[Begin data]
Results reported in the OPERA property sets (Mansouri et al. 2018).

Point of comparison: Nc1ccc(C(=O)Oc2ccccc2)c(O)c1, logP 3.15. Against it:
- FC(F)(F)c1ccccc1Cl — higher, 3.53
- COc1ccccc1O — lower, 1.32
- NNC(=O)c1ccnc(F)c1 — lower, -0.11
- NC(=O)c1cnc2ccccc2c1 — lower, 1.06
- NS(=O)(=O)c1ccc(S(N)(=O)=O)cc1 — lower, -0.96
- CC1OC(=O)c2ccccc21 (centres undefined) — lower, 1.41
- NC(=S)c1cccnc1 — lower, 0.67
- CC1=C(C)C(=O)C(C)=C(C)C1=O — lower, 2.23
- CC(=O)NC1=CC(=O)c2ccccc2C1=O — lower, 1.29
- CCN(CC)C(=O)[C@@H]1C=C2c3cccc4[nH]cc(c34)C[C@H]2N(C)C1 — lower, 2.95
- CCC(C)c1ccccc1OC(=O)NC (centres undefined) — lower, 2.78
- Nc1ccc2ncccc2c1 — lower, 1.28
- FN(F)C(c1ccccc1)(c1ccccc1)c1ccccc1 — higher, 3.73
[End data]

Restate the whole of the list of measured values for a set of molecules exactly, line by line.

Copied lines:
Results reported in the OPERA property sets (Mansouri et al. 2018).

Point of comparison: Nc1ccc(C(=O)Oc2ccccc2)c(O)c1, logP 3.15. Against it:
- FC(F)(F)c1ccccc1Cl — higher, 3.53
- COc1ccccc1O — lower, 1.32
- NNC(=O)c1ccnc(F)c1 — lower, -0.11
- NC(=O)c1cnc2ccccc2c1 — lower, 1.06
- NS(=O)(=O)c1ccc(S(N)(=O)=O)cc1 — lower, -0.96
- CC1OC(=O)c2ccccc21 (centres undefined) — lower, 1.41
- NC(=S)c1cccnc1 — lower, 0.67
- CC1=C(C)C(=O)C(C)=C(C)C1=O — lower, 2.23
- CC(=O)NC1=CC(=O)c2ccccc2C1=O — lower, 1.29
- CCN(CC)C(=O)[C@@H]1C=C2c3cccc4[nH]cc(c34)C[C@H]2N(C)C1 — lower, 2.95
- CCC(C)c1ccccc1OC(=O)NC (centres undefined) — lower, 2.78
- Nc1ccc2ncccc2c1 — lower, 1.28
- FN(F)C(c1ccccc1)(c1ccccc1)c1ccccc1 — higher, 3.73